Portrait of Pope Benedict XVI Made of Condoms Sparks Controversy in Milwaukee

Courtesy of Niki Johnson Niki Johnson American, b. 1977), "Eggs Benedict," 2013. Latex condoms, 83 × 60 × 14 in. (210.82 × 152.4 × 35.56 cm). Milwaukee Art Museum, Gift of Joseph R. Pabst

The work was inspired by the former pope's comments on AIDS in Africa

A portrait of Pope Benedict XVI made of 17,000 condoms has drawn fierce criticism—and support—at the Milwaukee Art Museum.

“Eggs Benedict,” created by Niki Johnson, was purchased by a local gay rights advocate for $25,000 and donated to the museum, the Milwaukee Journal-Sentinel reports. Johnson says she was inspired by the former pope’s 2009 remarks that condoms would only worsen the problem of AIDS in Africa.

While some like-minded fans of the work have called the museum in support, it has also drawn powerful critics. Milwaukee Archbishop Jerome Listecki has condemned the portrait, and his chief of staff called it “either an intentional attack on a faith tradition and its teachings or a publicity stunt for the artist.” Several longtime friends of the museum have canceled their memberships in protest, and one docent resigned.

The museum’s director, Dan Keegan, said in a statement, “Our hope is that the piece will bring not only controversy, but room for conversation—about the underlying discussion the artist intended as well as regarding the role of art in public discussion.” He added that the museum has sold a record number of memberships in the last 10 days.

“Eggs Benedict” is scheduled to go on display this November after renovations are completed on the museum’s collections galleries; the institution is considering presenting an interfaith panel on debate around the work.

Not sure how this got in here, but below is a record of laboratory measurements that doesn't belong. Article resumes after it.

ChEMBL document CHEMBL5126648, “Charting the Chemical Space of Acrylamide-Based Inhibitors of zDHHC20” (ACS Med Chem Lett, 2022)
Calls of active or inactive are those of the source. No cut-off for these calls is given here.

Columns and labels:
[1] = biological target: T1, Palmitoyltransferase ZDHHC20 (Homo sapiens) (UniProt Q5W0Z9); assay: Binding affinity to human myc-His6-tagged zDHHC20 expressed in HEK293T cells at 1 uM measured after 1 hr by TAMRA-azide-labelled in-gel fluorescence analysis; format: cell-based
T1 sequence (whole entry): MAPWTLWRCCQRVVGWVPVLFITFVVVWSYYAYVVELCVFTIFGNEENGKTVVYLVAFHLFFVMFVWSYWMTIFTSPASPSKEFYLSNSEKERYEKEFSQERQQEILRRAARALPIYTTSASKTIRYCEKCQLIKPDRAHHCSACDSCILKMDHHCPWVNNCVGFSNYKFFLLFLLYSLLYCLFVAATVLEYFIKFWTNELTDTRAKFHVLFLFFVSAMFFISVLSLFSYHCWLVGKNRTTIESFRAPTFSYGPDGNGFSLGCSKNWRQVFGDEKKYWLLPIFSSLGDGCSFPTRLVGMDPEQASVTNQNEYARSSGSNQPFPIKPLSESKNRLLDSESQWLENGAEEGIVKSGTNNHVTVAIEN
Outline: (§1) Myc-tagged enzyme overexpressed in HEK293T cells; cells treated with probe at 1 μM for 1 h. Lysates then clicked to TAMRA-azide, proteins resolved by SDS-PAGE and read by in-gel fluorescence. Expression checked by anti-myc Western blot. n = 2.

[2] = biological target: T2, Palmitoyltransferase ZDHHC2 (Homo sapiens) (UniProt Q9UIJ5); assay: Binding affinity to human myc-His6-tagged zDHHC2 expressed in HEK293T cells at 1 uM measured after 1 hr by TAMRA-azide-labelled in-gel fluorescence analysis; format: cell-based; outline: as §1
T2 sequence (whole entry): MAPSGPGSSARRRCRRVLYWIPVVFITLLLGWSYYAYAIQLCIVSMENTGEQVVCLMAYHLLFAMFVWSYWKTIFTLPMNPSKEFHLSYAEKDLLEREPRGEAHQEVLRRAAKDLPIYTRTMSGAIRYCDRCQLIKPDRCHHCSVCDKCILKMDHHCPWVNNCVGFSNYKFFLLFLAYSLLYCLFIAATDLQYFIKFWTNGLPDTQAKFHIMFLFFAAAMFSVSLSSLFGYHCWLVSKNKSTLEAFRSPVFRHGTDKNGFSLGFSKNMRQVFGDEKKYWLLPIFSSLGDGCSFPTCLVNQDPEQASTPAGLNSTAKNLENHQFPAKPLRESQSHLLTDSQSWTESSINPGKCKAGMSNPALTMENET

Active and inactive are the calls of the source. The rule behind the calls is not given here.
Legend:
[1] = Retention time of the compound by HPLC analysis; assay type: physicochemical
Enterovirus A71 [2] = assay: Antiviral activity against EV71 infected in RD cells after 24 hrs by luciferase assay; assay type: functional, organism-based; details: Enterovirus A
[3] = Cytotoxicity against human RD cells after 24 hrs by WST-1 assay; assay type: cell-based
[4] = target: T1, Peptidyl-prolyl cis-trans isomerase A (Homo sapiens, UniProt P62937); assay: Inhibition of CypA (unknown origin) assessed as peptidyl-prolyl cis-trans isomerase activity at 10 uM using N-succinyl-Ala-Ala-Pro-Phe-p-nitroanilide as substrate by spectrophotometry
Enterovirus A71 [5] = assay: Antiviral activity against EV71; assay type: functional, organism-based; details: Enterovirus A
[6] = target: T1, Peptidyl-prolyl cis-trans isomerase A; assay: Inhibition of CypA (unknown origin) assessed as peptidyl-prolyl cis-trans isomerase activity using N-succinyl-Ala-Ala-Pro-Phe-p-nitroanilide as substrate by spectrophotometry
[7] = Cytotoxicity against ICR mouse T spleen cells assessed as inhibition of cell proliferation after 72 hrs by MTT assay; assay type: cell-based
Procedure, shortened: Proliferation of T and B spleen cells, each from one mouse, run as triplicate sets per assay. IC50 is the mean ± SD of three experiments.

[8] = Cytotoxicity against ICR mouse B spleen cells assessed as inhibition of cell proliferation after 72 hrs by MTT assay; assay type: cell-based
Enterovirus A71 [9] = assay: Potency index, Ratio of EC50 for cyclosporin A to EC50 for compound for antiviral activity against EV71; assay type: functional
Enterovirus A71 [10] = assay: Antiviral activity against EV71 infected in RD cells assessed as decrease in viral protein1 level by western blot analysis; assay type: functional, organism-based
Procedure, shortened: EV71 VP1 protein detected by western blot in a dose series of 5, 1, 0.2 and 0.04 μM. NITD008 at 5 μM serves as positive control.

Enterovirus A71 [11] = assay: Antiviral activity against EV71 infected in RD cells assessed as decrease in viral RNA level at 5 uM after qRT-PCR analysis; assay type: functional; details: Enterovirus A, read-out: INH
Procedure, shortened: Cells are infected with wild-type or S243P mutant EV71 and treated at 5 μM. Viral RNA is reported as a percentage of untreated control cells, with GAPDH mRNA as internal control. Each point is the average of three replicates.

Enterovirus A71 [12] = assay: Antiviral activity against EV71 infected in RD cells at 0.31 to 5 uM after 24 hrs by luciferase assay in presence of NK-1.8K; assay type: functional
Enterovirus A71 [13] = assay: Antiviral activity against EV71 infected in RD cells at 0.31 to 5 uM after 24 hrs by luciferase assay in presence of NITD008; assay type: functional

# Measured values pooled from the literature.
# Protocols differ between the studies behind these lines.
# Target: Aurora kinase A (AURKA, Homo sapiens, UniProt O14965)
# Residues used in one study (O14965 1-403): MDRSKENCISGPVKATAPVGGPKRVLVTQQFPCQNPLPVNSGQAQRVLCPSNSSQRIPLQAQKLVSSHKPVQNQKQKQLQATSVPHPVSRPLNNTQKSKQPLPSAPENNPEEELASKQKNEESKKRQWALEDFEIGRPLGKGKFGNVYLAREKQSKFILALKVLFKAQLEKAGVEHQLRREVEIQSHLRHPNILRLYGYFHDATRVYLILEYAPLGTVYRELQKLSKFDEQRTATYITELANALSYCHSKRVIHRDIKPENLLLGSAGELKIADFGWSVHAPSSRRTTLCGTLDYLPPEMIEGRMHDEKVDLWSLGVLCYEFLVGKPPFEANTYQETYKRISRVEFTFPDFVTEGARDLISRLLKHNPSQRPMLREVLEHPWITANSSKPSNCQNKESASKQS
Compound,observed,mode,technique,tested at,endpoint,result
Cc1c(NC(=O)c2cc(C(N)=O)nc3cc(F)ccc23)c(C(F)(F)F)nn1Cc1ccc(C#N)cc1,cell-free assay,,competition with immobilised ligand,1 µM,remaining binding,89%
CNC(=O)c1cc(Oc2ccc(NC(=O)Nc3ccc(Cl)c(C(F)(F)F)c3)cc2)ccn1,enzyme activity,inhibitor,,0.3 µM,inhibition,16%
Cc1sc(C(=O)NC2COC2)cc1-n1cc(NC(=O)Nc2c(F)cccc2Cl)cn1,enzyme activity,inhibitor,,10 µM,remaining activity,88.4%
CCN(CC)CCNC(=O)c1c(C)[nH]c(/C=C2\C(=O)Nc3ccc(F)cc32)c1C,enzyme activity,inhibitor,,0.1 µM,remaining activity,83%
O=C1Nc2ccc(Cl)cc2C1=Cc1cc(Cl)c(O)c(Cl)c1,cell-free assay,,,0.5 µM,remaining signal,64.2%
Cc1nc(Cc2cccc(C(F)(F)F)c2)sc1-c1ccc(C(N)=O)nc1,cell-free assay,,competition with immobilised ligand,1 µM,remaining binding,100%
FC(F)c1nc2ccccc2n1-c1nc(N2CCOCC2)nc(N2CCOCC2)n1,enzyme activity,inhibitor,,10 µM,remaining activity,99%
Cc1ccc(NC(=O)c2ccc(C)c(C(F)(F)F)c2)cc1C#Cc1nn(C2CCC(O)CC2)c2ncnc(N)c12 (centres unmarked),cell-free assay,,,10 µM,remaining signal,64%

[Milwaukee Journal-Sentinel]

TIME Civil Rights

Dunkin’ Donuts Franchise Takes Down Help Wanted Sign Asking for Men Only

Operations Inside A Dunkin Donuts Inc. Restaurant Location
Victor J. Blue—Bloomberg/Getty Images Signage is seen on a cup of coffee at a Dunkin Donuts Inc. restaurant in New York, U.S., on Tuesday, Feb. 24, 2014.

Such a limitation would violate employment law

A Dunkin’ Donuts location in Brooklyn has taken down a help wanted sign that incited outrage for specifying “Male staff only.”

According to neighborhood news outlet Ditmas Park Corner, it all began when an angry 8-year-old saw the sign and insisted her father take a photograph of the discriminatory posting, which violates employment law. Dunkin’ Donuts responded to the complaint in a statement to Ditmas Park Corner:

The franchisee informs us this sign has been taken down, it does not reflect his policies and he has followed up with his employees. Dunkin’ Donuts restaurants are independently owned and operated by individual franchisees who are solely responsible for making their own business decisions, including employment decisions such as hiring practices. Franchisees are required to comply with all applicable state, federal and local laws, including but not limited to those governing hiring and non-discrimination.

Women: You, too, can serve Coolattas this summer in Brooklyn.

[Ditmas Park Corner]

TIME Books

The Business Whiz Behind the Beatles and the Rolling Stones

Northern Songs Deal
C. Maher/Daily Express—Hulton Archive/Getty Images Allen Klein, left, with John Lennon and Yoko Ono, April 29, 1969. Klein was representing Lennon in negotiations over control of shares in the Beatles' Northern Songs company.

Sarah Begley is a culture and breaking news reporter for TIME.

A new biography examines Allen Klein's life and career, including how he wooed John Lennon and spurned Paul McCartney, and made a hit out of 'Bittersweet Symphony'

The Beatles may have had reputations as laid-back peaceniks, but their former manager Allen Klein was known as a pitbull.